If you’ve ever worked for the government you’ll have some idea of the level of technology and equipment we had at the AG’s office.  They barely had email when I was there!  The fax machines used the thermal paper that came in rolls.  Plus in addition to transcribing dictation, proofreading pleadings and preparing exhibits we did the grunt work ourselves:  copying, filing, court runs, etc.  Working at BIG LAW was a revelation!  I had my own file clerk!  Okay, I shared a file clerk with the other secretaries in my practice group.  There was a photocopy center!  And messengers handled our filings and service.  Plus we had email and internet access on every single computer!  May we have a moment of silence in recognition of the awe this inspired in 1998?  I’m serious – just before we moved to Washington, we’d gotten internet at home for the first time using WebTV which used your television as the monitor. 

Can you say intimidating?!  Wow, I had no idea what a poor excuse for a legal secretary I really was!   Some of the secretaries I was now working with had been on the job for DECADES.  They could take shorthand, type over 100 words per minute, keep the coffee pot full, and file appellate briefs with one hand tied behind their back.  Alright, I made up the last couple.  But they knew their stuff and I was completely overwhelmed, certain someone would suddenly point at me and say I was a big faker.

Thirteen years later I’m still with BIG LAW.  I am at times overwhelmed by my To Do list and filing deadlines and I can freak out when trying to balance all the work for my four attorneys. But I’m still here.  Through thirteen years, two or three layoffs and one merger I’m still here.  That’s got to count for something, right?  If I’ve fooled them for 13 years maybe I am the genuine article.

6 thoughts on “Work Identity Crisis

  1. My Mom-in-Law (RIP Mom, miss ya) was a legal secretary for a lifetime and was one of those who typed like 568,456,416 words per minute, while answering the phone with one hand and pouring coffee with her other. She was wicked smart, and seriously, seriously fun to be around…..Sounds like someone else I know Bubbe! Me? I unpack boxes for a living but I totally ROCK at it!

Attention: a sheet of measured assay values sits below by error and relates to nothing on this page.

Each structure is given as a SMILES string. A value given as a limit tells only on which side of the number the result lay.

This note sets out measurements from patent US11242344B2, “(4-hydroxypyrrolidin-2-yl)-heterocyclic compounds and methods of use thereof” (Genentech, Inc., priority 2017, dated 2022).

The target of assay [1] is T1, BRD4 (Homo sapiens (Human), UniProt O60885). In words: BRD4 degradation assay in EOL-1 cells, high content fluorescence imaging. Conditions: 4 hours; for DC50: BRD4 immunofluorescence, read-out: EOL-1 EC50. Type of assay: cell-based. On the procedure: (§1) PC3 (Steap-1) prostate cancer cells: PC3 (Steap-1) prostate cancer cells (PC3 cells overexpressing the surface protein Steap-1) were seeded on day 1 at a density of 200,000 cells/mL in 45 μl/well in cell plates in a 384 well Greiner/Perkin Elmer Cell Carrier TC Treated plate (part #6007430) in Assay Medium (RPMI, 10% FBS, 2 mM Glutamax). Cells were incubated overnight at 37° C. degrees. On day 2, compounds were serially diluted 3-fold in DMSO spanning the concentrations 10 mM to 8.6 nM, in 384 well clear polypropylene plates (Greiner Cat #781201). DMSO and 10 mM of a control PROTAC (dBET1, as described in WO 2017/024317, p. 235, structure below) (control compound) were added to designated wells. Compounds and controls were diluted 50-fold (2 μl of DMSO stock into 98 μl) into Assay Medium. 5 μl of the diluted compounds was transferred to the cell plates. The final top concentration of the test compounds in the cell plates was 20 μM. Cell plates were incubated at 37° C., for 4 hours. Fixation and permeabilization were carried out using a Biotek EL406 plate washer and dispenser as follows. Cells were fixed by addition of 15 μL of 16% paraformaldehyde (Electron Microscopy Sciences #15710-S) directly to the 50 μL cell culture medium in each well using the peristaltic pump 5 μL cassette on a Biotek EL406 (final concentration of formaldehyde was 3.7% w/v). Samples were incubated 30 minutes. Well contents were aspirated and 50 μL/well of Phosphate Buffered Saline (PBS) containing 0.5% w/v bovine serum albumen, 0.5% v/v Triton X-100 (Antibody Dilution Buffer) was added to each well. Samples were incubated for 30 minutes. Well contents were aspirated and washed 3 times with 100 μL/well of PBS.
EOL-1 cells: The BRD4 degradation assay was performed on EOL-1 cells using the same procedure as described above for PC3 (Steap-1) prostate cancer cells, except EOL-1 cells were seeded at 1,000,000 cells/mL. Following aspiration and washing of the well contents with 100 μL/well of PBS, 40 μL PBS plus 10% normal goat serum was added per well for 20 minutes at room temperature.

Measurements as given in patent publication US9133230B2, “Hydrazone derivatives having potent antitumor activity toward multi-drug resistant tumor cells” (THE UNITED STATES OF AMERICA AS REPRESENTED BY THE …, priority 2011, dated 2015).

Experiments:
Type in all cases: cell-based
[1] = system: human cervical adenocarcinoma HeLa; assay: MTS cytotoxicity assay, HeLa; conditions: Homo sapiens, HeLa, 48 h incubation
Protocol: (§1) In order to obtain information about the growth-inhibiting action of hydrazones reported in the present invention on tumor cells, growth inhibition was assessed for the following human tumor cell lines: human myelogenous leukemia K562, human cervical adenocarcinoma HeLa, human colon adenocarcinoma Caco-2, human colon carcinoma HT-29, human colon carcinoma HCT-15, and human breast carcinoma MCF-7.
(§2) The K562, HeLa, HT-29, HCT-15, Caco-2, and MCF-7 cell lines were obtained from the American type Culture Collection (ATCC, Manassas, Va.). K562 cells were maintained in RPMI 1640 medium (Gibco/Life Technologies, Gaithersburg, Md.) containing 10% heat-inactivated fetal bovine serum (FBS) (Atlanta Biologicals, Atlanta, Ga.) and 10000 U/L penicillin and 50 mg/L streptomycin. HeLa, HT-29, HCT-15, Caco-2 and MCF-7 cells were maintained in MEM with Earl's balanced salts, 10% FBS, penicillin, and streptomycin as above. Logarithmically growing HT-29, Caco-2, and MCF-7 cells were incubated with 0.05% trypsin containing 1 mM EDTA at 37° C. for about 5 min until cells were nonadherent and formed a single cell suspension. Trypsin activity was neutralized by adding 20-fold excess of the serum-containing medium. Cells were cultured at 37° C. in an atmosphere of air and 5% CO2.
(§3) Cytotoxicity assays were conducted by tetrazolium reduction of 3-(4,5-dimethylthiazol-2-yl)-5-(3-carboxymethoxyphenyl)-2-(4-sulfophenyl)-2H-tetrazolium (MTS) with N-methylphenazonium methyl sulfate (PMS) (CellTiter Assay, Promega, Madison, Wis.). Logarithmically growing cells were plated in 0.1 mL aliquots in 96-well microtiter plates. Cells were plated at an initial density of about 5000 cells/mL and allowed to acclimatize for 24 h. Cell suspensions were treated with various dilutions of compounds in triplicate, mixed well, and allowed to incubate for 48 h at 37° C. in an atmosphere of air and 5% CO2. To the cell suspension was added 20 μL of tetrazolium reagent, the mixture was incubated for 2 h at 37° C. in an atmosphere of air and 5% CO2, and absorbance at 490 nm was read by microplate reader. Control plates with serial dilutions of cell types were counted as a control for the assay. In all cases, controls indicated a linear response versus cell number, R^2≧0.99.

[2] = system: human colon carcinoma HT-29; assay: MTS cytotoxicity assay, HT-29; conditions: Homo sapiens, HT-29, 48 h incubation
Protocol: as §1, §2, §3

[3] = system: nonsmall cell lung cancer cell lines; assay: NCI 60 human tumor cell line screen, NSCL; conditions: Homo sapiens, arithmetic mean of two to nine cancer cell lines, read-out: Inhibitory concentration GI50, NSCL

• I packed boxes for awhile pre-first marriage and kids. I kind of liked that job. I’ll bet you totally ROCK it!! I think I would have liked your mom 🙂

  2. Bubbe, you do legal stuff and still have a job, so I’m thinking you’re pretty damn good. Like you said (using different words), one slip up, and POOF, there goes a bazillion dollars.

    Me, I used to run multi-million dollar car companies. And at one point, I was a Corporate Officer for Chrysler.

    Now, I do titles and bank reconciliations for a motorcycle/ATV dealership. It’s what I did when I got out of high school! But I don’t mind. There’s no stress and I’m only 3 minutes from home and 10 minutes from my son’s school! PLUS I get paid to run to the bank AND Starbucks!

    But YOU…YOU go girl! Keep those lawyers rolling in the dough and I hope they appreciate ALL that YOU do! Without you legal secretaries, they’d be up a creek without a paddle!

    • I LOVE that you’re only 3 minutes from home AND that you get paid to do coffee runs! Moving to Washington was culture shock in more ways than one. My job at the AG’s office was only 10 minutes from home, unless it was winter time. When my car broke down I could ride my bike to work! (Of course I was much younger then and in better shape.) Before we lost the farm last year my commute was 2+ hours EACH FRIGGIN’ WAY! That took some getting used to.

      I’m truly blessed with the attorneys I work directly with. It’s definitely nice to be appreciated. 🙂